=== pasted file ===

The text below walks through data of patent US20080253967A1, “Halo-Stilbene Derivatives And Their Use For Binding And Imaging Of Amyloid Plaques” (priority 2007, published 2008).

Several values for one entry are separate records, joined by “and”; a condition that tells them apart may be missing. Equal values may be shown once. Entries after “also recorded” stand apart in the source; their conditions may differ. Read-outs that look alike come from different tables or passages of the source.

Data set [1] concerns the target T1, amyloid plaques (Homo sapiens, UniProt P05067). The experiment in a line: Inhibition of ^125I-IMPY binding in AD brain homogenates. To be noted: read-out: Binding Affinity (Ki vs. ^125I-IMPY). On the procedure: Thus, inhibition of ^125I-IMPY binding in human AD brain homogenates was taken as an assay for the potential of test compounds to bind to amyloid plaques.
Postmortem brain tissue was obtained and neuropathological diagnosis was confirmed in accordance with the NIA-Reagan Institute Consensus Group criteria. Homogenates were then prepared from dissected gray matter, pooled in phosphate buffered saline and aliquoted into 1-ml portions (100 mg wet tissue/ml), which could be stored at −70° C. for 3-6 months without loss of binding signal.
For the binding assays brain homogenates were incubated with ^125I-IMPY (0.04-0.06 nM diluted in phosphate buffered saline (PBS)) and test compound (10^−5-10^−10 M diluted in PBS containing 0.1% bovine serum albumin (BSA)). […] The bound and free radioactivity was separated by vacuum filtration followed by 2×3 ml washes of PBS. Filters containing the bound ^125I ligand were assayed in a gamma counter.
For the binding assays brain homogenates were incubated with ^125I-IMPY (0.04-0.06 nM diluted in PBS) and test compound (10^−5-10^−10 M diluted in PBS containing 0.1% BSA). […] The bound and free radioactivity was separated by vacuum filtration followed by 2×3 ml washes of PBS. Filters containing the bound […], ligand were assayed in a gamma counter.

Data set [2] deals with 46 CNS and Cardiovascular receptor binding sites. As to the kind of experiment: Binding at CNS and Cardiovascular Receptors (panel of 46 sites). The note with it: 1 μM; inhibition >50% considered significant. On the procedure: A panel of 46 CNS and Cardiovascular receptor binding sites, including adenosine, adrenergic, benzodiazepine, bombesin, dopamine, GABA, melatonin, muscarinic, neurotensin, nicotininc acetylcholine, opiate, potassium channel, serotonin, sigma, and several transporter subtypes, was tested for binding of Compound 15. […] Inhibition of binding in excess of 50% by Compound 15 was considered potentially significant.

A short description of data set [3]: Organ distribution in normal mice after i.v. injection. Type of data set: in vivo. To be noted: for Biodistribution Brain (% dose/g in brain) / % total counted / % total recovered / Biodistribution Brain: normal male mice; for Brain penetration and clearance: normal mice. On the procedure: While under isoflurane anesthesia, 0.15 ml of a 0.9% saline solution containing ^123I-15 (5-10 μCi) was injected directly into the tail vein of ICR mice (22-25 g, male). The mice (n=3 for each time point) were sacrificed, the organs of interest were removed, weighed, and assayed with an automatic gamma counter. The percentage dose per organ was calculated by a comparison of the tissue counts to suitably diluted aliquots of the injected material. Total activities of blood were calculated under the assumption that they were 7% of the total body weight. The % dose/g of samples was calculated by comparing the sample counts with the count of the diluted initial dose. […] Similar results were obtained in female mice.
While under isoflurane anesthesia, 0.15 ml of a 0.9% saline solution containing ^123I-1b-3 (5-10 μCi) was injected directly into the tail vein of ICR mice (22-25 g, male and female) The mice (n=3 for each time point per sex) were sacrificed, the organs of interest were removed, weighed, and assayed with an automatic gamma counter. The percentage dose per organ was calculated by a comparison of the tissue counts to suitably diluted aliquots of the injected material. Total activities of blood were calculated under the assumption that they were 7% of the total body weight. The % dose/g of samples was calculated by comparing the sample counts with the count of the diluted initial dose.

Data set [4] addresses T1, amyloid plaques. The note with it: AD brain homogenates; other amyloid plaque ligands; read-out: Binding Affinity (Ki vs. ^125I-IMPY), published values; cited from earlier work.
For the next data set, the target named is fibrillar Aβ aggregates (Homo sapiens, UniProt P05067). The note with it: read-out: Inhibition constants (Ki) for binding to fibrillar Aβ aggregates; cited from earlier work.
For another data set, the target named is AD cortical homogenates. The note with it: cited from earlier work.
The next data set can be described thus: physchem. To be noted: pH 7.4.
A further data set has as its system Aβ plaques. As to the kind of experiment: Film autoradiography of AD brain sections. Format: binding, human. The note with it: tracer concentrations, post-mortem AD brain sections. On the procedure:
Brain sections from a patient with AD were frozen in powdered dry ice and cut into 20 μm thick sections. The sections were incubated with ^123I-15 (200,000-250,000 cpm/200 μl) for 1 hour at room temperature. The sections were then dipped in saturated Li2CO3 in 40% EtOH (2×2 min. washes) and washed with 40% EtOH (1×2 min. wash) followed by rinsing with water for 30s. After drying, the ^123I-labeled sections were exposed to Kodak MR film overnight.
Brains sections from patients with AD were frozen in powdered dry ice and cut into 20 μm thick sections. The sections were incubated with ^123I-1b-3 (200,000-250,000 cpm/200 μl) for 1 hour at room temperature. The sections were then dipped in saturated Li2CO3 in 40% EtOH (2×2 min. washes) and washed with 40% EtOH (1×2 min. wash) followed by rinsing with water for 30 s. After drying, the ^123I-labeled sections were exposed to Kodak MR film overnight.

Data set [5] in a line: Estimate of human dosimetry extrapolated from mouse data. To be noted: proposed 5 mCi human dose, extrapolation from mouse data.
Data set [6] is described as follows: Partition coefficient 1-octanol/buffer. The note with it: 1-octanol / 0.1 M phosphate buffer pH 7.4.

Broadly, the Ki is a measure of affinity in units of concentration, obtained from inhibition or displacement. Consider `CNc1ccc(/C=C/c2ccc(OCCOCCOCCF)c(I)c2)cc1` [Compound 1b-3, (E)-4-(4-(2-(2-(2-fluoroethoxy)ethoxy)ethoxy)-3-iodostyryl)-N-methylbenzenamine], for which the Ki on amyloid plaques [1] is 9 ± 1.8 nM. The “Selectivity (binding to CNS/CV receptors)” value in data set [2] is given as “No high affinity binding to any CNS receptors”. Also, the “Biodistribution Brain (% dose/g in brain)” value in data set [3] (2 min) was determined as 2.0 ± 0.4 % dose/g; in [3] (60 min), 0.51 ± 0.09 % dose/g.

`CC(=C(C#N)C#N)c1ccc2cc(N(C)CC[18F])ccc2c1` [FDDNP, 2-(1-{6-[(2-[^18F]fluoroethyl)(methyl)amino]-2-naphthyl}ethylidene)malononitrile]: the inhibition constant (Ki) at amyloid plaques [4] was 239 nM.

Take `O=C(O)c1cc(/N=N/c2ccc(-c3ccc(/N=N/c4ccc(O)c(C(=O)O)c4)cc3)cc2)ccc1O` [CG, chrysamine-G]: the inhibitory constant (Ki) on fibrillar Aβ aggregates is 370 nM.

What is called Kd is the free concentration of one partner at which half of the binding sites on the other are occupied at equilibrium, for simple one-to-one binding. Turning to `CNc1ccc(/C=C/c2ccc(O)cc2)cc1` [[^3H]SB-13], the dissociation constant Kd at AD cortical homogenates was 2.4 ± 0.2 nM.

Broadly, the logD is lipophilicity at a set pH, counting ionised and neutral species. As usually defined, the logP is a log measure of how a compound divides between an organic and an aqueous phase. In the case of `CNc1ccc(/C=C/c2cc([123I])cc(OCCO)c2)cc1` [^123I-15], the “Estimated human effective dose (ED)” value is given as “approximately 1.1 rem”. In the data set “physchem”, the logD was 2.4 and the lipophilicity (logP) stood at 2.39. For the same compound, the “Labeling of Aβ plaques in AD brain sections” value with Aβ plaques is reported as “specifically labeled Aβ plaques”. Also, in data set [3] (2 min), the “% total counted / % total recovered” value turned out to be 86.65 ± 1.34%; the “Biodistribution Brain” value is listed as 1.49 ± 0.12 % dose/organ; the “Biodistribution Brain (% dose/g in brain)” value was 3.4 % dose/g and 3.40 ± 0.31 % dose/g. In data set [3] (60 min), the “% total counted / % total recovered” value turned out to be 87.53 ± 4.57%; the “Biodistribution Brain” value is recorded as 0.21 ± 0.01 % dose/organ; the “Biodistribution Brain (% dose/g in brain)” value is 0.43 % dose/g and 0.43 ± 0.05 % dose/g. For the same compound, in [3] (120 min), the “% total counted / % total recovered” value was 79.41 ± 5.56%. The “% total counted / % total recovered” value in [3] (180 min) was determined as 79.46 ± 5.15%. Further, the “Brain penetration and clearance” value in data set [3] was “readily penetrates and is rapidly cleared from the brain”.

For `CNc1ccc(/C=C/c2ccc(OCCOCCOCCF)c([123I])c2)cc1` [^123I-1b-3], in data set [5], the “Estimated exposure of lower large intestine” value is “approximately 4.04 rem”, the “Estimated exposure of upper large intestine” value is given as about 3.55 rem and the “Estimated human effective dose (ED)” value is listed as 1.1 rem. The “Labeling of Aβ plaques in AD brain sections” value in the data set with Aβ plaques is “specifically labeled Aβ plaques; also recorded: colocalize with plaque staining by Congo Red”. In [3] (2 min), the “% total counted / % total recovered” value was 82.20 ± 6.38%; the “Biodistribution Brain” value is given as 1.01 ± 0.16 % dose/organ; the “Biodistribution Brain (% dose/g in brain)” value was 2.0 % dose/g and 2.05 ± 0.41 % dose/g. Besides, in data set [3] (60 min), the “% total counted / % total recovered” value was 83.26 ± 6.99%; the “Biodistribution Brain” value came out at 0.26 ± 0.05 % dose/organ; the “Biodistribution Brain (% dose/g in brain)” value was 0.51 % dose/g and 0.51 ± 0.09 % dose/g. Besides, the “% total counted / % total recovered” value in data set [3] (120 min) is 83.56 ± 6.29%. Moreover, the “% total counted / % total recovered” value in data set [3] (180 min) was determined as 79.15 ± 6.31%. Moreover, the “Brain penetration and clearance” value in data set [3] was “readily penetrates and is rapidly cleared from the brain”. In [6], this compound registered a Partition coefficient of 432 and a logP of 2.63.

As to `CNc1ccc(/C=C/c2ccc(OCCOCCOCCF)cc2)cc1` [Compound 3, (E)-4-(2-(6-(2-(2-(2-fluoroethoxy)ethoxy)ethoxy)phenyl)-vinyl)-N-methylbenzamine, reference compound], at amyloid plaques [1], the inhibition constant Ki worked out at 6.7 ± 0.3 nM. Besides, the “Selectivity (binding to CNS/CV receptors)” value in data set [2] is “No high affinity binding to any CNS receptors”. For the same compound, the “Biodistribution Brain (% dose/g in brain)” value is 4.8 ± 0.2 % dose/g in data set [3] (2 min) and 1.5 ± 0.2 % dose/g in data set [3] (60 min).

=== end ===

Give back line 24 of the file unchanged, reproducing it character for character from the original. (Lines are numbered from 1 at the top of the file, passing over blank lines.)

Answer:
For `CNc1ccc(/C=C/c2ccc(OCCOCCOCCF)c([123I])c2)cc1` [^123I-1b-3], in data set [5], the “Estimated exposure of lower large intestine” value is “approximately 4.04 rem”, the “Estimated exposure of upper large intestine” value is given as about 3.55 rem and the “Estimated human effective dose (ED)” value is listed as 1.1 rem. The “Labeling of Aβ plaques in AD brain sections” value in the data set with Aβ plaques is “specifically labeled Aβ plaques; also recorded: colocalize with plaque staining by Congo Red”. In [3] (2 min), the “% total counted / % total recovered” value was 82.20 ± 6.38%; the “Biodistribution Brain” value is given as 1.01 ± 0.16 % dose/organ; the “Biodistribution Brain (% dose/g in brain)” value was 2.0 % dose/g and 2.05 ± 0.41 % dose/g. Besides, in data set [3] (60 min), the “% total counted / % total recovered” value was 83.26 ± 6.99%; the “Biodistribution Brain” value came out at 0.26 ± 0.05 % dose/organ; the “Biodistribution Brain (% dose/g in brain)” value was 0.51 % dose/g and 0.51 ± 0.09 % dose/g. Besides, the “% total counted / % total recovered” value in data set [3] (120 min) is 83.56 ± 6.29%. Moreover, the “% total counted / % total recovered” value in data set [3] (180 min) was determined as 79.15 ± 6.31%. Moreover, the “Brain penetration and clearance” value in data set [3] was “readily penetrates and is rapidly cleared from the brain”. In [6], this compound registered a Partition coefficient of 432 and a logP of 2.63.